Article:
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sensationalism

[sen-sey-shuh-nl-iz-uh m] /sɛnˈseɪ ʃə nlˌɪz əm/
noun
1.
subject matter, language, or style producing or designed to produce startling or thrilling impressions or to excite and please vulgar taste.
2.
the use of or interest in this subject matter, language, or style:
The cheap tabloids relied on sensationalism to increase their circulation.
3.
Philosophy.
  1. the doctrine that the good is to be judged only by the gratification of the senses.
  2. the doctrine that all ideas are derived from and are essentially reducible to sensations.
4.
Psychology, sensationism.
Origin
1840-1850
1840-50; sensational + -ism
Related forms
sensationalist, noun, adjective
sensationalistic, adjective
nonsensationalistic, adjective
Dictionary.com Unabridged
Based on the Random House Dictionary, © Random House, Inc. 2014.
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Examples from the web for sensationalist
  • But tales of their savagery and wiliness don't all come from sensationalist authors looking to make a buck.
  • Fly ash being radioactive is bad, why you have to spoil reporting that fact with sensationalist and misleading article.
  • They seem to have jumped on the band wagon of the popular sensationalist press.
  • The sensationalist language in the headline is unacceptable.
  • The article is a little sensationalist but does not miss the point all together.
  • Agree with other posters as to somewhat sensationalist nature of this little blurb.
  • Except that your sensationalist figures are getting ever more bizarre.
  • Evolution has its complications, but it's not so far out of reach that this sensationalist statement should ever have been made.
  • You'll be happy to know that the online media is already twisting the facts with their usual lazy and sensationalist methods.
  • According to the bonehead editor who came up with this sensationalist headline, returned veterans are ticking bombs.
British Dictionary definitions for sensationalist

sensationalism

/sɛnˈseɪʃənəˌlɪzəm/
noun
1.
the use of sensational language, etc, to arouse an intense emotional response
2.
such sensational matter itself
3.
(philosophy) Also called sensualism
  1. the doctrine that knowledge cannot go beyond the analysis of experience
  2. (ethics) the doctrine that the ability to gratify the senses is the only criterion of goodness
4.
(psychol) the theory that all experience and mental life may be explained in terms of sensations and remembered images
5.
(aesthetics) the theory of the beauty of sensuality in the arts
Also called (for senses 3, 4) sensationism
Derived Forms
sensationalist, noun, adjective
sensationalistic, adjective
Collins English Dictionary - Complete & Unabridged 2012 Digital Edition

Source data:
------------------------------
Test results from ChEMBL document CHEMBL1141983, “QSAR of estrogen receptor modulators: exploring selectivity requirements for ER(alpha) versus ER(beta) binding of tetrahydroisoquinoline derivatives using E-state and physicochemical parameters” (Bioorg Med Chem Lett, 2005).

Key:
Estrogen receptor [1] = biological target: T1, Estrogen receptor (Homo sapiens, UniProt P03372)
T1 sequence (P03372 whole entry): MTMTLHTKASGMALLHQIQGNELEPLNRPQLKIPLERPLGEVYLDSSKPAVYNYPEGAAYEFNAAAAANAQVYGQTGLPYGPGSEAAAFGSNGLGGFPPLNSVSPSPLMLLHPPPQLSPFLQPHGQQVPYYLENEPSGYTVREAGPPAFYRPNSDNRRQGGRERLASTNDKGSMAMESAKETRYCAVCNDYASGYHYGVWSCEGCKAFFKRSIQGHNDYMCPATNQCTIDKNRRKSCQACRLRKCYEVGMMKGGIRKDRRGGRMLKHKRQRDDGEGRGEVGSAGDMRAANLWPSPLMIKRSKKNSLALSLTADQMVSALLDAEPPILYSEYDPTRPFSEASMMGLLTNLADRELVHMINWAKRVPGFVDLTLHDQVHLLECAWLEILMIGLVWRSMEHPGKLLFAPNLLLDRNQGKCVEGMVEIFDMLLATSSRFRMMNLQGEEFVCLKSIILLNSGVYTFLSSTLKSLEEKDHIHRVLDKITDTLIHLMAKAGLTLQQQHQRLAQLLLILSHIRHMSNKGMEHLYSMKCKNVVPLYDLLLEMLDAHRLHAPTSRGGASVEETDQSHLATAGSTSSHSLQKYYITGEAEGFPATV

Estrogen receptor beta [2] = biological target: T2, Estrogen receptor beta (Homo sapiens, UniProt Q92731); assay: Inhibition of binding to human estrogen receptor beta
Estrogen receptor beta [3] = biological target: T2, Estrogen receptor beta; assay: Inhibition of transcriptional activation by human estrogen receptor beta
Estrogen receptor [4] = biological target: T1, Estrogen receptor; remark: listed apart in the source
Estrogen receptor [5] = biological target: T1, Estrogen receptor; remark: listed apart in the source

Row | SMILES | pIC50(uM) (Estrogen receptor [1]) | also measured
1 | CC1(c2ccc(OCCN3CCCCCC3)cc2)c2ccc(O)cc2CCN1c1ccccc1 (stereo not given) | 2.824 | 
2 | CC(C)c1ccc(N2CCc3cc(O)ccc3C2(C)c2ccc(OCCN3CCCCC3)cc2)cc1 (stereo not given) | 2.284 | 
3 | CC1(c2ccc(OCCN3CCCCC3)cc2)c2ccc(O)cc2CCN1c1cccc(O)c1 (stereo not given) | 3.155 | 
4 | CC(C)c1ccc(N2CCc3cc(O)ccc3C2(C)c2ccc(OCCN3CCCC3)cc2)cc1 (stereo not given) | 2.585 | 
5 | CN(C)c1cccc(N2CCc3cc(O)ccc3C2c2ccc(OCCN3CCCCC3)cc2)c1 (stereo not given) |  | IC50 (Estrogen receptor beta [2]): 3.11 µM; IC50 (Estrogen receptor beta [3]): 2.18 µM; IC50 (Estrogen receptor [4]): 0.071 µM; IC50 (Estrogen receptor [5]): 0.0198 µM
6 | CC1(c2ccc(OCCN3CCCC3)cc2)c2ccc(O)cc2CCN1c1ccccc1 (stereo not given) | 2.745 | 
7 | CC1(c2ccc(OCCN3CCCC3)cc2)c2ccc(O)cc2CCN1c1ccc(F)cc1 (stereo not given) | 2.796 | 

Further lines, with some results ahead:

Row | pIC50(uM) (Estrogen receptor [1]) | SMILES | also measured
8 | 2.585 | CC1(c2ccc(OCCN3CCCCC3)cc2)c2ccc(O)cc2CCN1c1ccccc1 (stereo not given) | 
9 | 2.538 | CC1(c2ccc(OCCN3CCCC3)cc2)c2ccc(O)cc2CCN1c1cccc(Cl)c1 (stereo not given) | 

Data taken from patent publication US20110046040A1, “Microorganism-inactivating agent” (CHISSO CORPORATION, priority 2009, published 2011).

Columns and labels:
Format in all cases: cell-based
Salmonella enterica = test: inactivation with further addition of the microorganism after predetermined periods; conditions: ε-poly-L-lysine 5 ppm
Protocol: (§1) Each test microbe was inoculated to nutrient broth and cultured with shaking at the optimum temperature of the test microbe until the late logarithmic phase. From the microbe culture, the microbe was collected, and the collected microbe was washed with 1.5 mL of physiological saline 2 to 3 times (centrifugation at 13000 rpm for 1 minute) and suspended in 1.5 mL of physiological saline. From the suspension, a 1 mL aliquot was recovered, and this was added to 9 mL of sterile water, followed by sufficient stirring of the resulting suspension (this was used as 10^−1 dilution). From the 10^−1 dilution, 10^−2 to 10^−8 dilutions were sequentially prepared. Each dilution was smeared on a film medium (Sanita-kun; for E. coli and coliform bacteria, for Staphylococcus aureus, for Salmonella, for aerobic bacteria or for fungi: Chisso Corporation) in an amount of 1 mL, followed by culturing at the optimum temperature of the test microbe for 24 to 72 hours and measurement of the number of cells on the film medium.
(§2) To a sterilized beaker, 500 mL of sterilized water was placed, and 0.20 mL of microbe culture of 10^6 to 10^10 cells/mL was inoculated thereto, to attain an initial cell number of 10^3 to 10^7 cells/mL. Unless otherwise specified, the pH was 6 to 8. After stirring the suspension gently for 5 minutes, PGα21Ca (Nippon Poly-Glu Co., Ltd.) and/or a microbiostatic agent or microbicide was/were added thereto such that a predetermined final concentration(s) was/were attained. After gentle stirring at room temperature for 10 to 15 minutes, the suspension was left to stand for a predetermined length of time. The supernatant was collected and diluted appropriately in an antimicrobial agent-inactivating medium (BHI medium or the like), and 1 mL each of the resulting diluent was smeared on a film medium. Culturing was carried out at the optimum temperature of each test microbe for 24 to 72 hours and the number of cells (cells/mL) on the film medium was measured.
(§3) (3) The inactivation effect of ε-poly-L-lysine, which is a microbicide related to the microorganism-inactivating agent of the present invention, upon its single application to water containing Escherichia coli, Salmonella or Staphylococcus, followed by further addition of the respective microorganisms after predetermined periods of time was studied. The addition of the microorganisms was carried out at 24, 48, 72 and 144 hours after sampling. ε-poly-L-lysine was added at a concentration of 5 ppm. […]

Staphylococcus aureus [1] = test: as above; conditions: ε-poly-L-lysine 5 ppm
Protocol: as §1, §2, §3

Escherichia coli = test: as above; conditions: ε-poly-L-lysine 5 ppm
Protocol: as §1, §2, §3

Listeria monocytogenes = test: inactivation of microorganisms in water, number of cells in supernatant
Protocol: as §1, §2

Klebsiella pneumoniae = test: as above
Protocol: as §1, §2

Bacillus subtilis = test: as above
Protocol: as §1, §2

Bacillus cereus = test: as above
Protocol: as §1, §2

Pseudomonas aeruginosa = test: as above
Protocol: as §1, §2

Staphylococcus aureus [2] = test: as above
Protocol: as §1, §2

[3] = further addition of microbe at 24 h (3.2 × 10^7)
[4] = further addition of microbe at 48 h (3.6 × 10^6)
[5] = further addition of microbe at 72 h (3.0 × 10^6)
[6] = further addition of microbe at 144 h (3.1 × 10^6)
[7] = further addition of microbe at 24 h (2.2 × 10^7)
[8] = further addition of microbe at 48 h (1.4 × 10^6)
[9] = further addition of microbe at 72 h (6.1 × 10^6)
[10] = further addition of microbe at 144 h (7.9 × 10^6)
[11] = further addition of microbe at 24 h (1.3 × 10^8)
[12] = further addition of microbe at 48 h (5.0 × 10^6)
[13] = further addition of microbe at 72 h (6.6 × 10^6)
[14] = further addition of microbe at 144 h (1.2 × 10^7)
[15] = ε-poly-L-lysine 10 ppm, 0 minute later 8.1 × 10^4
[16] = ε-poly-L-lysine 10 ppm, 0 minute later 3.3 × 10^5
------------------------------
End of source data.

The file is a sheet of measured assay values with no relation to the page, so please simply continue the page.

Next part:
© William Collins Sons & Co. Ltd. 1979, 1986 © HarperCollins
Publishers 1998, 2000, 2003, 2005, 2006, 2007, 2009, 2012
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Word Origin and History for sensationalist

1846 in philosophy; 1868 of writers; from sensational + -ist. Related: Sensationalistic.

sensationalism

n.

1846 in philosophy, "theory that sensation is the only source of knowledge;" 1865, of journalism that aims to excite the feelings, from sensational + -ism.

Online Etymology Dictionary, © 2010 Douglas Harper
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Encyclopedia Article for sensationalist

sensationalism

in epistemology and psychology, a form of Empiricism that limits experience as a source of knowledge to sensation or sense perceptions. Sensationalism is a consequence of the notion of the mind as a tabula rasa, or "clean slate." In ancient Greek philosophy, the Cyrenaics, proponents of a pleasure ethic, subscribed unreservedly to a sensationalist doctrine. The medieval Scholastics' maxim that "there is nothing in the mind but what was previously in the senses" must be understood with Aristotelian reservations that sense data are converted into concepts. The Empiricism of the 17th century, however-exemplified by Pierre Gassendi, a French neo-Epicurean, and by the Englishmen Thomas Hobbes and John Locke-put a greater emphasis on the role of the senses, in reaction against the followers of Rene Descartes who stressed the mind's faculty of reasoning. Locke's influence on 18th-century French philosophy produced the extreme sensationnisme (or, less often, sensualisme) of Etienne Bonnot de Condillac, who contended that "all our faculties come from the senses or . . . more precisely, from sensations"; that "our sensations are not the very qualities of objects [but] only modifications of our soul"; and that attention is only the sensation's occupancy of the mind, memory the retention of sensation, and comparison a twofold attention.

Learn more about sensationalism with a free trial on Britannica.com
Encyclopedia Britannica, 2008. Encyclopedia Britannica Online.
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